However, because of the standardization that occurred updates ago on several melee styles of attack there isn't always a pretty formula to follow. Depending on your Base Attack Bonus, Style of Attack, and/or haste bonus amount determines how long a full animation cycle of attacks takes you via a lookup table. Due to this, some attack styles appear mostly linear (Two-Weapon Fighting with weaponry, One-Handed Weapon Fighting, Fast Two-Handed Weapon Fighting) while others are somewhat exponential (Slow Two-Handed Weapon Fighting Hasted, Unarmed Monk) as they were hand-picked total animation times that fit certain patterns.

For the following table please keep the following in mind:
• 1HF - Stands for "One Handed Fighting", with or without a shield
• TWF - Stands for "Two Weapon Fighting"
• THF - Stands for "Two Handed Fighting"
• Fast THF - Refers to using a Maul or Greataxe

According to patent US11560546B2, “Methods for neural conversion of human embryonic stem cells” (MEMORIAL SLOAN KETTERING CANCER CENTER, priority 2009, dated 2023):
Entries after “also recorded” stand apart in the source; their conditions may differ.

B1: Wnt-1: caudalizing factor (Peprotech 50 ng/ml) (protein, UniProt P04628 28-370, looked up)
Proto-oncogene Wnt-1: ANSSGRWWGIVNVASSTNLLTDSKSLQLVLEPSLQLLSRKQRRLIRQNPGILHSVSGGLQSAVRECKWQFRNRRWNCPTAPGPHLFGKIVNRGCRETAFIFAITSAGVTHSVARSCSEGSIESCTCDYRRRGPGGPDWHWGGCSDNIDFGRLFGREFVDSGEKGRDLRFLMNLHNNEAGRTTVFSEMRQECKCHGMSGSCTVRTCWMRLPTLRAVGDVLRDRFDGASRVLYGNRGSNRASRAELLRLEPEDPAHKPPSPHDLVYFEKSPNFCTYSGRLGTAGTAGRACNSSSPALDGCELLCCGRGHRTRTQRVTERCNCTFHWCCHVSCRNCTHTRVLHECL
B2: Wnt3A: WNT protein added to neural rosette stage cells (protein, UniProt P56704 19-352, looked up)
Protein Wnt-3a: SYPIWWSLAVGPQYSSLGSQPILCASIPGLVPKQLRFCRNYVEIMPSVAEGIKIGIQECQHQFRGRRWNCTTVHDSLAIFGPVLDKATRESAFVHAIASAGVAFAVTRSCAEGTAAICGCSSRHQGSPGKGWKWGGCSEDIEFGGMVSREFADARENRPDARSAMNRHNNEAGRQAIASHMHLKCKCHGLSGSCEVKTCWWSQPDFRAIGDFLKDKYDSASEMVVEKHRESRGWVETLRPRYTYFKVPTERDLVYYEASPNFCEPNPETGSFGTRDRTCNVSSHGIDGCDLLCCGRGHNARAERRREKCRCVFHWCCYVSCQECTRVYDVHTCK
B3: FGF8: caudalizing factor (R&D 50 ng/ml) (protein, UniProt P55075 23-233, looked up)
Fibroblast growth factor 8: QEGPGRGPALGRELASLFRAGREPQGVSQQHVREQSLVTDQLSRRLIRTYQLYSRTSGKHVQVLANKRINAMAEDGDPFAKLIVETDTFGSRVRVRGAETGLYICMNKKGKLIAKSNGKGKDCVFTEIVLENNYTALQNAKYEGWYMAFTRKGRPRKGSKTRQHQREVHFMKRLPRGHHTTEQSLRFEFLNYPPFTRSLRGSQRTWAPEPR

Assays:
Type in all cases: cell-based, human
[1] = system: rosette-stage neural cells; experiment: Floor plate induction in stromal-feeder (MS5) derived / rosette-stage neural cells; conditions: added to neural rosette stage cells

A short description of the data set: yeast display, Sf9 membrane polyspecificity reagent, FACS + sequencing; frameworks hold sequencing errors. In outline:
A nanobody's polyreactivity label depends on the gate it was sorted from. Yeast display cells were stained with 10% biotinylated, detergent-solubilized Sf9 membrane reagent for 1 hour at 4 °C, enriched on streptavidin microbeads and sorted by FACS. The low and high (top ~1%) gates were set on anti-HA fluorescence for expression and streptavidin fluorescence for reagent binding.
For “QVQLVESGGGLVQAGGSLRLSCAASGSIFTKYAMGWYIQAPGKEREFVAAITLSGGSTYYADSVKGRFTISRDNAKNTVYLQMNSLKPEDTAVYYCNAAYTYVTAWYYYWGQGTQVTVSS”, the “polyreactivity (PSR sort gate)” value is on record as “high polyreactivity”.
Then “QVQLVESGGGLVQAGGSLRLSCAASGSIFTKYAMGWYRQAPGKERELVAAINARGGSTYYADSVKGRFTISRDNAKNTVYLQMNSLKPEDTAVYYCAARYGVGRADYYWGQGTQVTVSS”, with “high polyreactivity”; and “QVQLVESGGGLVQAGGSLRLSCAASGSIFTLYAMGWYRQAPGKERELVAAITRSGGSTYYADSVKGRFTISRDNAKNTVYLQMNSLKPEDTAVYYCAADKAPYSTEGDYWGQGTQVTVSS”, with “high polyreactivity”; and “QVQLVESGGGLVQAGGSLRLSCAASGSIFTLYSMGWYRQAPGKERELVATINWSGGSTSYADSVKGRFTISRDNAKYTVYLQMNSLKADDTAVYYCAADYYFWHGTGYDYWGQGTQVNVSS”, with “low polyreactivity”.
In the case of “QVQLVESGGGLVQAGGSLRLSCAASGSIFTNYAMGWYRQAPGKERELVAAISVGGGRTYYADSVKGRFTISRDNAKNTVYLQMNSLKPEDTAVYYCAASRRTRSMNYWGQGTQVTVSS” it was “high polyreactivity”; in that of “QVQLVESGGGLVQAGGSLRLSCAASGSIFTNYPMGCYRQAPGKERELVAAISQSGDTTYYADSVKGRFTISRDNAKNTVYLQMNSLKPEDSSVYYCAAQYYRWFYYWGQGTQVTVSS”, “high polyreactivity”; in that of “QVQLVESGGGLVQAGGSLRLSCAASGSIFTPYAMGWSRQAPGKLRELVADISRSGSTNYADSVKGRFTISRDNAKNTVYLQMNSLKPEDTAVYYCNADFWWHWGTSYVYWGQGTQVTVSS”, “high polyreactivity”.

• Slow THF - Refers to using a Greatclub, Falchion, Greatsword, or Quarterstaff
• Unarmed - Refers to a monk's unarmed attacks
• BAB - Stands for "Base Attack Bonus"
• The only Base Attack Bonus points that increase your non-temporal afflicted speed (no slows or hastes) are 0, 1, 3, 5, 10, 15, and 20.
• Hasted values have a completely seperate table. Being under the effects of hastes or slows completely voids any values in the Base Attack Bonus table from being used for some attack cases (which means 15% Haste at BAB 3 is the same exact speed as when you are at BAB 20, at least it was circa update 5 for me 1HF and Quarterstaff, but not necessarily for unarmed). Assume the table refers to BAB 20.